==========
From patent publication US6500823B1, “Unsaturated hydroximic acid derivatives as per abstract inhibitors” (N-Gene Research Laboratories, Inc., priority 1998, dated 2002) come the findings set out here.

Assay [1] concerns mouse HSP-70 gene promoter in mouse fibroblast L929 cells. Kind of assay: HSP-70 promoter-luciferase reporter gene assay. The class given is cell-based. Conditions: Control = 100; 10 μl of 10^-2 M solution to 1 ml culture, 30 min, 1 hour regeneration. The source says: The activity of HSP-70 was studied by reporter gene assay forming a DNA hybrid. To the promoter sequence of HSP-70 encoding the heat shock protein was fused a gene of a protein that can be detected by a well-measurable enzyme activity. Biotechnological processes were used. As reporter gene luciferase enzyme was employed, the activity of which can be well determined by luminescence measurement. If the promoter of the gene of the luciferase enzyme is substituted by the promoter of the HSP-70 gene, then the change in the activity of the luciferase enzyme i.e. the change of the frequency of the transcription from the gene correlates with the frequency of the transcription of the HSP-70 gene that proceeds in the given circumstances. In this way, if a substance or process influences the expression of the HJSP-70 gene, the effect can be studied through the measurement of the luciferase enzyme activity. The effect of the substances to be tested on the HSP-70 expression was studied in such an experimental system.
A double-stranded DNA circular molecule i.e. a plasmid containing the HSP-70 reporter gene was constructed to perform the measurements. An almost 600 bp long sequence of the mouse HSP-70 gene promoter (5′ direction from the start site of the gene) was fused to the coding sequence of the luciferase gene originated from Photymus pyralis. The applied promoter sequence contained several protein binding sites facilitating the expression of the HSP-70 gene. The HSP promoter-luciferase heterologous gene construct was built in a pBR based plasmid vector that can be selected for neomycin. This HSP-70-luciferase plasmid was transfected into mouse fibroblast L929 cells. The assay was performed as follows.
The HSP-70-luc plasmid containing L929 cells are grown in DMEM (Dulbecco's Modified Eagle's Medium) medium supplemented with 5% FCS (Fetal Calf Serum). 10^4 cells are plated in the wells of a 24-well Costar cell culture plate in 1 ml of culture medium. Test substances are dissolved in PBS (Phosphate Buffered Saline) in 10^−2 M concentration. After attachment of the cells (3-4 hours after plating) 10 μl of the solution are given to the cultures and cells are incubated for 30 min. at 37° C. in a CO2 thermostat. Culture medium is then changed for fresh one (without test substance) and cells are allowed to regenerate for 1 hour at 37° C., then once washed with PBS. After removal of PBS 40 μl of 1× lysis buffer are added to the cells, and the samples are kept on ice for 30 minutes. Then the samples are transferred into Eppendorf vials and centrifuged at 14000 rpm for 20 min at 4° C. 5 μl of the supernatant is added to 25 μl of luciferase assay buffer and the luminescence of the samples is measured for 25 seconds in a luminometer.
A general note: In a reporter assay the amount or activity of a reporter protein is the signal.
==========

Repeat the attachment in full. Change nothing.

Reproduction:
From patent publication US6500823B1, “Unsaturated hydroximic acid derivatives as per abstract inhibitors” (N-Gene Research Laboratories, Inc., priority 1998, dated 2002) come the findings set out here.

Assay [1] concerns mouse HSP-70 gene promoter in mouse fibroblast L929 cells. Kind of assay: HSP-70 promoter-luciferase reporter gene assay. The class given is cell-based. Conditions: Control = 100; 10 μl of 10^-2 M solution to 1 ml culture, 30 min, 1 hour regeneration. The source says: The activity of HSP-70 was studied by reporter gene assay forming a DNA hybrid. To the promoter sequence of HSP-70 encoding the heat shock protein was fused a gene of a protein that can be detected by a well-measurable enzyme activity. Biotechnological processes were used. As reporter gene luciferase enzyme was employed, the activity of which can be well determined by luminescence measurement. If the promoter of the gene of the luciferase enzyme is substituted by the promoter of the HSP-70 gene, then the change in the activity of the luciferase enzyme i.e. the change of the frequency of the transcription from the gene correlates with the frequency of the transcription of the HSP-70 gene that proceeds in the given circumstances. In this way, if a substance or process influences the expression of the HJSP-70 gene, the effect can be studied through the measurement of the luciferase enzyme activity. The effect of the substances to be tested on the HSP-70 expression was studied in such an experimental system.
A double-stranded DNA circular molecule i.e. a plasmid containing the HSP-70 reporter gene was constructed to perform the measurements. An almost 600 bp long sequence of the mouse HSP-70 gene promoter (5′ direction from the start site of the gene) was fused to the coding sequence of the luciferase gene originated from Photymus pyralis. The applied promoter sequence contained several protein binding sites facilitating the expression of the HSP-70 gene. The HSP promoter-luciferase heterologous gene construct was built in a pBR based plasmid vector that can be selected for neomycin. This HSP-70-luciferase plasmid was transfected into mouse fibroblast L929 cells. The assay was performed as follows.
The HSP-70-luc plasmid containing L929 cells are grown in DMEM (Dulbecco's Modified Eagle's Medium) medium supplemented with 5% FCS (Fetal Calf Serum). 10^4 cells are plated in the wells of a 24-well Costar cell culture plate in 1 ml of culture medium. Test substances are dissolved in PBS (Phosphate Buffered Saline) in 10^−2 M concentration. After attachment of the cells (3-4 hours after plating) 10 μl of the solution are given to the cultures and cells are incubated for 30 min. at 37° C. in a CO2 thermostat. Culture medium is then changed for fresh one (without test substance) and cells are allowed to regenerate for 1 hour at 37° C., then once washed with PBS. After removal of PBS 40 μl of 1× lysis buffer are added to the cells, and the samples are kept on ice for 30 minutes. Then the samples are transferred into Eppendorf vials and centrifuged at 14000 rpm for 20 min at 4° C. 5 μl of the supernatant is added to 25 μl of luciferase assay buffer and the luminescence of the samples is measured for 25 seconds in a luminometer.
A general note: In a reporter assay the amount or activity of a reporter protein is the signal.